Vision of the Future: Financial Inclusion 2025

19 June 2017
This vision of the future is intended to help us be more prepared for any future scenario.
 
The future for poor people and financial inclusion is difficult to predict. In what ways will financial services influence inequality and economic participation for poor people by 2025?
 
CGAP brought together more than 100 thought leaders, innovators, development actors, and academics to ponder this question. The scenario thinking exercise uncovered several insights that point to four major forces that are likely to fundamentally shape poor people’s lives and the financial inclusion industry itself:
 
Digital Technologies. Will the spread of digital technologies and the digitization of information flows benefit poor people? 

Globalization. Will the globalization of capital, information, and ideas change the way poor people engage in society? 

Migration. Will poor people continue to move domestically and internationally? 

Nature of Work. Will the changing world of work affect poor people? 
 
The pace and magnitude of change coming in the next decade can have a profound impact on the lives of poor people. By allowing ourselves to explore plausible futures, several implications for the financial industry have emerged: 
Financial services will continue to be central as an enabler to improve poor people’s lives. 
Diversification of providers will change the financial services ecosystem.
Broad use of data will enable transformative solutions for poor people, but will also create risks.
The risk of growing the digital divide is significant.
Role of government will remain critical.
 
This vision of the future is intended to help us be more prepared for any future scenario, and hopefully it can also help us shape financial inclusion for the better.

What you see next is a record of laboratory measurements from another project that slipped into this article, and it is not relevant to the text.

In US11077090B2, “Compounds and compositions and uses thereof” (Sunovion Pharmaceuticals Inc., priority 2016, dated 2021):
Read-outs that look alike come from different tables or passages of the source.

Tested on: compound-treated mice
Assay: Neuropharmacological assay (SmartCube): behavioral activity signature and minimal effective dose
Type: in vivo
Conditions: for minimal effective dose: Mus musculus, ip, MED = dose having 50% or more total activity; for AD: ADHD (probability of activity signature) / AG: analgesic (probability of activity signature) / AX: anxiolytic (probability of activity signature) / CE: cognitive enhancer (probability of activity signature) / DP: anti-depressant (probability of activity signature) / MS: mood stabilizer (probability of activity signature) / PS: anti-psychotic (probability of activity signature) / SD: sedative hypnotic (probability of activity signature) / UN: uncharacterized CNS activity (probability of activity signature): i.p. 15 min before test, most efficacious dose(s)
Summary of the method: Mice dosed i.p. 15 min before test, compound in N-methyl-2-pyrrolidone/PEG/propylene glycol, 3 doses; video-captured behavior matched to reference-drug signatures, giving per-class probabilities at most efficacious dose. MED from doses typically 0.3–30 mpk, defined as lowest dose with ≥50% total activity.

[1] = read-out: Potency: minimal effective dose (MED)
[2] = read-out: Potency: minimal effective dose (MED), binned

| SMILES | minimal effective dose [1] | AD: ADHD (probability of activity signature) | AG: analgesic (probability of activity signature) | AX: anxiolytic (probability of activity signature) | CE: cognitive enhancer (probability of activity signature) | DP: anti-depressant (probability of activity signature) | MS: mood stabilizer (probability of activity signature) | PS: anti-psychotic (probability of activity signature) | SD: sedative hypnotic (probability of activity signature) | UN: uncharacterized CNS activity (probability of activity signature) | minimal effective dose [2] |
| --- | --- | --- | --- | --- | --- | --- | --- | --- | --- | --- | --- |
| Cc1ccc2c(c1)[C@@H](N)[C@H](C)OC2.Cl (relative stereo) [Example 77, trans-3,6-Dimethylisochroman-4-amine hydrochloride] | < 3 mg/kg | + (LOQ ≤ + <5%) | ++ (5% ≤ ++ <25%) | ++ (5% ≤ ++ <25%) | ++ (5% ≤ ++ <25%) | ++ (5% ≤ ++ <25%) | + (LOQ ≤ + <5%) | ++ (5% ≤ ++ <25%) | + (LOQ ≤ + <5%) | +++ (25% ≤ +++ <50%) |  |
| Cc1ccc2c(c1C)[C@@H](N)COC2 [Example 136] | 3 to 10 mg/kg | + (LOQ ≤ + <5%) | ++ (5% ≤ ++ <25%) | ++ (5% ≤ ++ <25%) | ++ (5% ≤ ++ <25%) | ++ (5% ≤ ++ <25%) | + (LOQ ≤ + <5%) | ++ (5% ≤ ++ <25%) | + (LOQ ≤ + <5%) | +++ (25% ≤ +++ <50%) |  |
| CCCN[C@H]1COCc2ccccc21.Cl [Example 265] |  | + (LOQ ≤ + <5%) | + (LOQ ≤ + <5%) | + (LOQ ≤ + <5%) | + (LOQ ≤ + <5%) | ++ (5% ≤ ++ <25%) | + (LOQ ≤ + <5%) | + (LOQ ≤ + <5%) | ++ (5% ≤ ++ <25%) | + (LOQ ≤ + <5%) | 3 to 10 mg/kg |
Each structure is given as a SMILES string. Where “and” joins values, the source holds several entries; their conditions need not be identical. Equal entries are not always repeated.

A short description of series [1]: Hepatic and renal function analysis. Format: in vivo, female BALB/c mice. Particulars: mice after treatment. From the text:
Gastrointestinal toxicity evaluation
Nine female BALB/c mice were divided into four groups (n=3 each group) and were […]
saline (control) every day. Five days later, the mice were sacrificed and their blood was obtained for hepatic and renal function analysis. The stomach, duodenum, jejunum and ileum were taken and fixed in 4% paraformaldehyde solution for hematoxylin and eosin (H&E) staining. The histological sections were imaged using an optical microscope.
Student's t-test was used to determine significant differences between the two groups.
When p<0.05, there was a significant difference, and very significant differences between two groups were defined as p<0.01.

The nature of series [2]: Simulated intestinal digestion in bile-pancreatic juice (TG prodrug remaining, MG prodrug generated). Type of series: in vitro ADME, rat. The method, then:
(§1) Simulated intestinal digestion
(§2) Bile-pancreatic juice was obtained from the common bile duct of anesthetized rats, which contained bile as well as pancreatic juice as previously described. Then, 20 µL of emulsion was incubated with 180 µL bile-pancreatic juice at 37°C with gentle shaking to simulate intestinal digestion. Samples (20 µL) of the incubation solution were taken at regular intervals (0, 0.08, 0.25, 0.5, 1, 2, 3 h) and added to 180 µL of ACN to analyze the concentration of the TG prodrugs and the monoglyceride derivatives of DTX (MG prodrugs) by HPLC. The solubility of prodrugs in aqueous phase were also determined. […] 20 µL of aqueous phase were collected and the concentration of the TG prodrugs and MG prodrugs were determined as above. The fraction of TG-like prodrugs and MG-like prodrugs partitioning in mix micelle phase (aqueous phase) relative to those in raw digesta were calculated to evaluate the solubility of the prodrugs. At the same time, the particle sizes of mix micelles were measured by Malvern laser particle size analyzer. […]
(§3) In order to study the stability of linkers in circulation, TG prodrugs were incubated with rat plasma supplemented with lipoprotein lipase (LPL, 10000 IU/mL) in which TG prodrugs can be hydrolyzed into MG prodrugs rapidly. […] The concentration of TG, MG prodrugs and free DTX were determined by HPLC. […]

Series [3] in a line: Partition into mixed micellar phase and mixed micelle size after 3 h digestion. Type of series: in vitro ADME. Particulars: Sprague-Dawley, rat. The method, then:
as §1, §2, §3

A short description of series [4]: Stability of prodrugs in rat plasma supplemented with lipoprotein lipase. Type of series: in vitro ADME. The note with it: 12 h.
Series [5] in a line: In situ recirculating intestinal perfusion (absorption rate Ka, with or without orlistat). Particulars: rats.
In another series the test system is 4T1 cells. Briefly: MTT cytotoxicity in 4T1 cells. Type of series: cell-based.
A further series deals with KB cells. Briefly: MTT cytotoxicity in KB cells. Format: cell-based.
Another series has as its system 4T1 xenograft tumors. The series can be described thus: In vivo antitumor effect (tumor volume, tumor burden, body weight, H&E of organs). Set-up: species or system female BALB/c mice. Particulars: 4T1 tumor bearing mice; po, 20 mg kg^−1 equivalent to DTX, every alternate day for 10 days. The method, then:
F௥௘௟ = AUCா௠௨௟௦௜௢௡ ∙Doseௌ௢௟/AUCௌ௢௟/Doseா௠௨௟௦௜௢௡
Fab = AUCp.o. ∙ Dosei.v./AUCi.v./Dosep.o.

Today, governments, development organizations, and private-sector players worldwide recognize the importance of financial services for poor people. As a result, more people are gaining access to financial services. However, relatively few people in developing countries use these services. This may reflect the perception that financial services on offer are of limited value for customers. Low use leads to lower gains for providers, thus putting the sustainability of financial inclusion solutions into question. Important challenges remain for our industry and financial inclusion is only a means to an end. 
 
Global development trends indicate that more people will be living in urban areas with a youthful population in the South and an aging population in the North. The number of people living in extreme poverty is likely to continue to decline as incomes continue to rise in many parts of the world. Globally, the well-being of individuals seems to be improving. Yet, inequality has become a new challenge. A majority of poor people work in the agricultural and informal sectors with often vulnerable employments and at the same time job markets are becoming increasingly polarized leaving the poor with fewer opportunities to move up. 
 
There is no crystal ball that will tell us what the future holds, but it is the responsibility of donors and other organizations working to advance financial inclusion to think through plausible, divergent futures to anticipate opportunities to ensure financial services better serve the needs of poor people in the coming years.